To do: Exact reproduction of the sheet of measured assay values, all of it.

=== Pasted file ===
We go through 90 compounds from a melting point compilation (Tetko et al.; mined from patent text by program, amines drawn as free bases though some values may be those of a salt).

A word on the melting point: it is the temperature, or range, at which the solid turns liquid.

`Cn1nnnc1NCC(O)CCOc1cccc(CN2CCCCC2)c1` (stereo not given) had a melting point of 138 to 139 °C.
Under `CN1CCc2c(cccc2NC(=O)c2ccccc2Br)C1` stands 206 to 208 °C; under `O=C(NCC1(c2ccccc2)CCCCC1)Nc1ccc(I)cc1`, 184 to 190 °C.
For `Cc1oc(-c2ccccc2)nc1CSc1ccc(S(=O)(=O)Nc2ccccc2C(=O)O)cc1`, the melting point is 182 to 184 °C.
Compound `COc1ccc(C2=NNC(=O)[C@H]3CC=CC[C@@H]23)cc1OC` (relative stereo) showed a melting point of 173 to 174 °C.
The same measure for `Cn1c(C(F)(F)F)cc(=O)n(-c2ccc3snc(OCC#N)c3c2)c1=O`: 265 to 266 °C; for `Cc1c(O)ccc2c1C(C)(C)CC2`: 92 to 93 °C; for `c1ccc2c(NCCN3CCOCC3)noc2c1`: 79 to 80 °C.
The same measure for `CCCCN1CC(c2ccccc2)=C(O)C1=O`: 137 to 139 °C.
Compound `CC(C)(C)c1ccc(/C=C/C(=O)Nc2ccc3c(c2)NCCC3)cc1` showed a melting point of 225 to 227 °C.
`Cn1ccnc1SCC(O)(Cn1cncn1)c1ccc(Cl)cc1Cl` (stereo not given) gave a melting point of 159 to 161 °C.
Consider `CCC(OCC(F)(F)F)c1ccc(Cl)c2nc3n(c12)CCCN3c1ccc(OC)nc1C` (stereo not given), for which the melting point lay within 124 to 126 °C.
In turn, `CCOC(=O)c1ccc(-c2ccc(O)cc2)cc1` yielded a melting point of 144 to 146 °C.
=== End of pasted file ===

We go through 90 compounds from a melting point compilation (Tetko et al.; mined from patent text by program, amines drawn as free bases though some values may be those of a salt).

A word on the melting point: it is the temperature, or range, at which the solid turns liquid.

`Cn1nnnc1NCC(O)CCOc1cccc(CN2CCCCC2)c1` (stereo not given) had a melting point of 138 to 139 °C.
Under `CN1CCc2c(cccc2NC(=O)c2ccccc2Br)C1` stands 206 to 208 °C; under `O=C(NCC1(c2ccccc2)CCCCC1)Nc1ccc(I)cc1`, 184 to 190 °C.
For `Cc1oc(-c2ccccc2)nc1CSc1ccc(S(=O)(=O)Nc2ccccc2C(=O)O)cc1`, the melting point is 182 to 184 °C.
Compound `COc1ccc(C2=NNC(=O)[C@H]3CC=CC[C@@H]23)cc1OC` (relative stereo) showed a melting point of 173 to 174 °C.
The same measure for `Cn1c(C(F)(F)F)cc(=O)n(-c2ccc3snc(OCC#N)c3c2)c1=O`: 265 to 266 °C; for `Cc1c(O)ccc2c1C(C)(C)CC2`: 92 to 93 °C; for `c1ccc2c(NCCN3CCOCC3)noc2c1`: 79 to 80 °C.
The same measure for `CCCCN1CC(c2ccccc2)=C(O)C1=O`: 137 to 139 °C.
Compound `CC(C)(C)c1ccc(/C=C/C(=O)Nc2ccc3c(c2)NCCC3)cc1` showed a melting point of 225 to 227 °C.
`Cn1ccnc1SCC(O)(Cn1cncn1)c1ccc(Cl)cc1Cl` (stereo not given) gave a melting point of 159 to 161 °C.
Consider `CCC(OCC(F)(F)F)c1ccc(Cl)c2nc3n(c12)CCCN3c1ccc(OC)nc1C` (stereo not given), for which the melting point lay within 124 to 126 °C.
In turn, `CCOC(=O)c1ccc(-c2ccc(O)cc2)cc1` yielded a melting point of 144 to 146 °C.